I am surprised the EPA hasn't required a catalytic converter on the things.
Paul
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snipped-for-privacy@coinet.com wrote:

It would never get hot enough to light off.
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Those are neat - rather crude in function sometimes it takes the crane to pull up and drop several times before the heat is just right and then it is self igniting when a squirt of diesel is placed between the 'head' and piston (weight). Shoots piston up and comes down being trapped by containment bars down on the head and explodes it up.....
In San Jose they used those (taller so it seems) to drive deeper piles I suppose for the freeways. They went on and on for months.
Thinking of a cantilever (or the likes) so the hammer hits and then the other end hits as you want. Maybe a complex design.
Martin
Martin H. Eastburn @ home at Lions' Lair with our computer lionslair at consolidated dot net "Our Republic and the Press will Rise or Fall Together": Joseph Pulitzer TSRA: Endowed; NRA LOH & Patron Member, Golden Eagle, Patriot's Medal. NRA Second Amendment Task Force Originator & Charter Founder IHMSA and NRA Metallic Silhouette maker & member. http://lufkinced.com /
On 8/15/2010 2:32 PM, Ignoramus7071 wrote:

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Iggy, I have always enjoyed watching those diesel hammers. If I am not mistaken, some of them 'diesel' on both ends of the cylindrical piston.
Ivan Vegvary
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I saw the video of that Tippman Propane Hammer, and I want one.
On the offshore oil rigs, a HUGE drive hammer was used to knock down the first 36" diameter 1.5" wall thickness casing to bedrock. This caisson at times was just jetted down using a very large device placed inside the pipe, like when you put a garden hose into sand, and it just keeps going. The caisson would be lowered by the draw works on its own weight. Then they would hit some harder stuff, and have to put the drive hammer on it. You can imagine what it takes to drive a 36" diameter caisson into Mother Earth. Some times, they would run two or three days STRAIGHT. Boom. Boom. Boom. Night and day. It might stop to weld another piece of caisson on, and that was several hours to pour that much metal into that big a bevel. The heaviest lift I ever made on my offshore cranes were drive hammers that weighed 28,000#. Those diesel motors of the cranes would make a sound unlike any other lift. rowr rowr rowr rowr Sounded like it was going to stall, but it was just running at peak torque.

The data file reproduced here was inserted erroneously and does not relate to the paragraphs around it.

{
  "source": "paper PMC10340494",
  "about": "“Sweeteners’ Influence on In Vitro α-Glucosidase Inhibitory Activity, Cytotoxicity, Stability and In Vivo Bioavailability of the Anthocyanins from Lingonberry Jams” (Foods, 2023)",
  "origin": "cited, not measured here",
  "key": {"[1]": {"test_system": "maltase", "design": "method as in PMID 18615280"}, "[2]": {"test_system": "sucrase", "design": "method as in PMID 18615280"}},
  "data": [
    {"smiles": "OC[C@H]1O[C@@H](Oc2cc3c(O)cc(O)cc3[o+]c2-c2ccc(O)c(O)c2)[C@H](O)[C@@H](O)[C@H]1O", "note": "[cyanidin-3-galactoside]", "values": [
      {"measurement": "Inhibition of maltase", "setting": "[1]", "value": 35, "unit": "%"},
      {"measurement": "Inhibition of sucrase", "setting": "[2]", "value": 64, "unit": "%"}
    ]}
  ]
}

Steve
visit my blog at http://cabgbypasssurgery.com
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http://www.youtube.com/watch?v=MhJxnHdh650
Looks like what Iggy needs - Tipmann Propane Hammer.
Martin
Martin H. Eastburn @ home at Lions' Lair with our computer lionslair at consolidated dot net "Our Republic and the Press will Rise or Fall Together": Joseph Pulitzer TSRA: Endowed; NRA LOH & Patron Member, Golden Eagle, Patriot's Medal. NRA Second Amendment Task Force Originator & Charter Founder IHMSA and NRA Metallic Silhouette maker & member. http://lufkinced.com /
On 8/16/2010 12:19 AM, Steve B wrote:

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Does it have to be diesel? How about gasoline powered? Ever see a Hop Rod? Oughta do the same thing, only lighter.

http://www.youtube.com/watch?v
TQIusNcks
I have 2 of them here, but am still chicken to try one out.
Pete Stanaitis ---------------------
Ignoramus7071 wrote:

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Many years ago, Road & Track magazine did an April issue with a review of the Hop Rod. They tried to apply their standard test format. They couldn't time it through a standing quarter mile because no one on the staff could stay on one that long.
Doug White
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In the UK they held them.
http://www.youtube.com/watch?v=MlDyypYt-jI
They were also known as Irish pogo sticks and the road drills were Irish motor bikes. Can't think why!!!!
John
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John wrote:

The same reason we call a crescent wrench a Tennessee socket set (:
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On Thu, 23 Sep 2010 11:24:38 -0700, John wrote:

For the same reason that in the southern US, it'd be called a Mexican etc. ;-)
But that name is so ripe for some kind of sick joke: "benjo" is the Japanese word for "toilet." =:-O
Cheers! Rich
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snipped-for-privacy@example.net says...

Same reason we call a Air Carbon Arc torch a Texan TIG torch.
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Tin Lizzie
"Elephant: A mouse built to government specifications."-Lazarus Long